If it worked, this replica idea could develop into a series of the best and most interesting Canadian Whites done as inexpensive editions. And not a years-long project like Ivan’s Home Front Heroes or even a collection of all the stories of one character.

    Someone with the source material, the scans, might make a presentation to publishers like Chapterhouse or It’s Alive, who’s currently doing replica editions of Sam Glanzman Charlton and Dell war comics, as Kickstarter projects. They could start as Kickstarter or Fundme, then move to general distribution through Diamond.

    It’s times like this I wish I had the time and staff to be a publisher.

    One of the downfalls of replica editions is they are sometimes already online for free, or were part of a larger Archive volume that potential customers already have. Correct me if I am wrong, but most or nearly all WECA material is NOT sitting online for our viewing. And we certainly know all the archive editions, as Ivan points out, which have scarcely scratched the surface of material.

    Could this be a very modest Kickstarter project for someone out there? i would support it with a quantity order. With some greater marketing vision, it might make its way into some Canadian libraries? Could someone get Margaret Atwood to write an intro to the first book? Or better yet, the series, this seems in her sphere of interest? Her name would carry some weight with retailers, even given just a short intro to each book.

    My other favorite would be the more ambitious RCMP collection. The artwork is the best of all your presentations. As a non-super hero piece, I think it can gain wider interest. With a basis in Canadian history, it should hold an interest for libraries, if they can be reached. Ivan might help on that.

    Maybe for some grant funding, which I know nothing of, but the right person might. As a resident of the US, I nonetheless have always been fascinated by the Mounties…they have some counterpart in the Texas Rangers, though the poor Mounties usually seem to work alone, at least according to the fictional accounts…with only sled dogs or companion dogs for company. But that may show what little I know.

    I think this could be a nicely focussed collection, offering some of the best and yet realistic WECA material, expanding the audience for the period.

    Regards to Dizzy Don. You don’t sound too serious on this one. I am afraid it, to me, is the last possible prospect. The art is not appealing and I have not attempted to get into it for that reason. The character is unknown in the lower 50, if not limited to only the most veteran fans in Canada.

    Most important, as a retailer I have rarely found humor material to do very well in the comics market. There are certainly exceptions, like Popeye and Blondie and Calvin and Hobbes, absolutely, but I don’t think old Don rises to these. Also, translating humor from one country to another is another strike against it. For example, the more serious TinTin does have a good fanbase outside of Europe, here in the U.S. But while Asterix does very well outside the U.S., perhaps due to its stories taking place in Europe, its humor just does not appeal to many in the U.S., in the English translations. I don’t handle any Asterix titles, nor any spin-offs by the same creators, like Lucky Luke, while I can still sell a $200 Complete TinTin set.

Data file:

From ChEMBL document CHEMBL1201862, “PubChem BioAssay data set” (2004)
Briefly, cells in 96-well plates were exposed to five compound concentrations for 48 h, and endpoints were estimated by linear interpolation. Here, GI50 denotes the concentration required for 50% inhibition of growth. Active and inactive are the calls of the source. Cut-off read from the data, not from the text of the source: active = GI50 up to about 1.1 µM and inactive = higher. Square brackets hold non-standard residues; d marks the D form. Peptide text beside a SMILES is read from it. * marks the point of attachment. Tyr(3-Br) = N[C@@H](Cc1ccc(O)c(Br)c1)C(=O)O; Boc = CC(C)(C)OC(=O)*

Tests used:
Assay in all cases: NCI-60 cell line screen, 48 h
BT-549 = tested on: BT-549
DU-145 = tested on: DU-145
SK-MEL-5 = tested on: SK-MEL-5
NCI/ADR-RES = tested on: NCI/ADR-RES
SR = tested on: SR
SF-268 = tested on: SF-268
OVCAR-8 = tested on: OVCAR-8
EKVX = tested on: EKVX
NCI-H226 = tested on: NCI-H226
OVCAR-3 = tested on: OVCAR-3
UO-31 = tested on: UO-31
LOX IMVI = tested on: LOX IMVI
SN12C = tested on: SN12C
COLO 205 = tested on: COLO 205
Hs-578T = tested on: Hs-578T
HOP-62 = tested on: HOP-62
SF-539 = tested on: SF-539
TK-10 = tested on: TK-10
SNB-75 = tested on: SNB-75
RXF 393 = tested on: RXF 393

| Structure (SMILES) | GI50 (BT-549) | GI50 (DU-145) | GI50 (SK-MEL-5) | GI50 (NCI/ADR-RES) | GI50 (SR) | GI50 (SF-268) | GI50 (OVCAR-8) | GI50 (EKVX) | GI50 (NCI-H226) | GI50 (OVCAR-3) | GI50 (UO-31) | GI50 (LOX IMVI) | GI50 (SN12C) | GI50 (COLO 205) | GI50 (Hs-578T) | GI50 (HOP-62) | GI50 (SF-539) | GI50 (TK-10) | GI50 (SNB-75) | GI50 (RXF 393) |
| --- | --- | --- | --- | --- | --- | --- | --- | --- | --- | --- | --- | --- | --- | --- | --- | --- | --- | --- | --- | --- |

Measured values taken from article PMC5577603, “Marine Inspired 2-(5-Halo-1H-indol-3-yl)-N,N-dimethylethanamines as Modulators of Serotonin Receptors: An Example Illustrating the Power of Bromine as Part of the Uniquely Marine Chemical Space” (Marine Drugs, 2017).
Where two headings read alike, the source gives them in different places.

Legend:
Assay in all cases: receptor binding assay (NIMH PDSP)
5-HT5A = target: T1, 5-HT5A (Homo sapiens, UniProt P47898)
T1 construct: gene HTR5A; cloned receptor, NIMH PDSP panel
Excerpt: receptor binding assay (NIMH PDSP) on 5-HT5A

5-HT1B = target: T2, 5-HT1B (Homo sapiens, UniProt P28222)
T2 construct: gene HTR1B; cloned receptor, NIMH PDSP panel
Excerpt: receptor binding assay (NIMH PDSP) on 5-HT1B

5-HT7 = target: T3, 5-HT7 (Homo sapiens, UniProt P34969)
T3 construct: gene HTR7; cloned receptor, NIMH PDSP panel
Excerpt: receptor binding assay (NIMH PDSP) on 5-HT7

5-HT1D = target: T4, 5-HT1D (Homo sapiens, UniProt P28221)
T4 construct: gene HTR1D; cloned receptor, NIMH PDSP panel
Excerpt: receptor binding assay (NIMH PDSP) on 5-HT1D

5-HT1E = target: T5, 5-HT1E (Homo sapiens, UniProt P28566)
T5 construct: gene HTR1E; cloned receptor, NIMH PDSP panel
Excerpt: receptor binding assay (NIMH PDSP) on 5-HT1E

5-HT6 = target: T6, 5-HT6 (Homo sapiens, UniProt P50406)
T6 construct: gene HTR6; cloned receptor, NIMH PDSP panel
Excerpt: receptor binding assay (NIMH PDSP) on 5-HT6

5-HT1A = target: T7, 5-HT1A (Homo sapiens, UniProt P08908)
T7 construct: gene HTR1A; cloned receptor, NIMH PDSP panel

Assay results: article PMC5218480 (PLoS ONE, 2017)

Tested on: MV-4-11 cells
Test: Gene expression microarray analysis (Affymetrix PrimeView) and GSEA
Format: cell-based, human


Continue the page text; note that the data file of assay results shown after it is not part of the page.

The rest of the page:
14. Jim, perhaps we should do a couple of reprint books such as the Better Comics No. 1. I know that Studiocomix is eager to be involved. I’d also love to get started on an edition of collected Speed Savage stories and a collection of the comic “Now You’re Loggin'” stories from Rocket Comics would be a gem of a collection. The question is which one’s would need a Kickstarter and which one’s we could pull off ourselves.

  15. Thanks for all the heartfelt comments coming from all those decades of experience in selling comics and comics-related materials. I think, at the very least, we should come up with a facsimile of the first issue of Better Comics. I think there should be some blurb or sticker on the cover that indicates that this is a reprint of the very first Canadian comic for the 80th anniversary. And, yes, the Dizzy Don suggestion I made was done a little tongue-in-cheek because I enjoy what Manny Easson was trying to do with it. Also, Bud, remember that after the WECA period there were a couple of Dizzy Don books published by F. E. Howard that were distributed in the US but they fell flat. At least F. E. thought he could make a go of that particular series when he had the whole Bell Features stable to choose from. One other thing I think we will do Bud is have that small one day conference on the WECA books some time during 2021 for the 80th anniversary. I’m going to do a big push for this personally.

  16. More than a blurb or sticker I’d suggest a new cover design for the facsimile anniversary featuring the original cover art. The DC Millenium issues of Police Comics, Shadow, etc. did a very nice presentation with the original canted at an angle on a new foil stamped design. I’m up for proclaiming rather than indicating. Maybe as a wrap cover over the facsimile cover (more expense, I know) – the back cover could then be used for panel samples and more proclaiming and the inside front and back covers could be used for an historical essay, in b&w.

    Would Mr. Steacy be interested in creating an 80th Anniversary brand, badge, logo? I’ll be doing one for myself for a shirt.

    Until more full series character books come to the fore, I like Bud’s idea of a series of notable Canadian Whites issues in facsimile.

  17. I like Tim’s suggestion, to create a new cover incorporating the original cover. That would really help in-store sales, and perhaps even on-line. Facsimile editions suffer when they are forced to stand on their own. The cover is often less than stellar, they can look dated or just badly drawn compared to modern comics.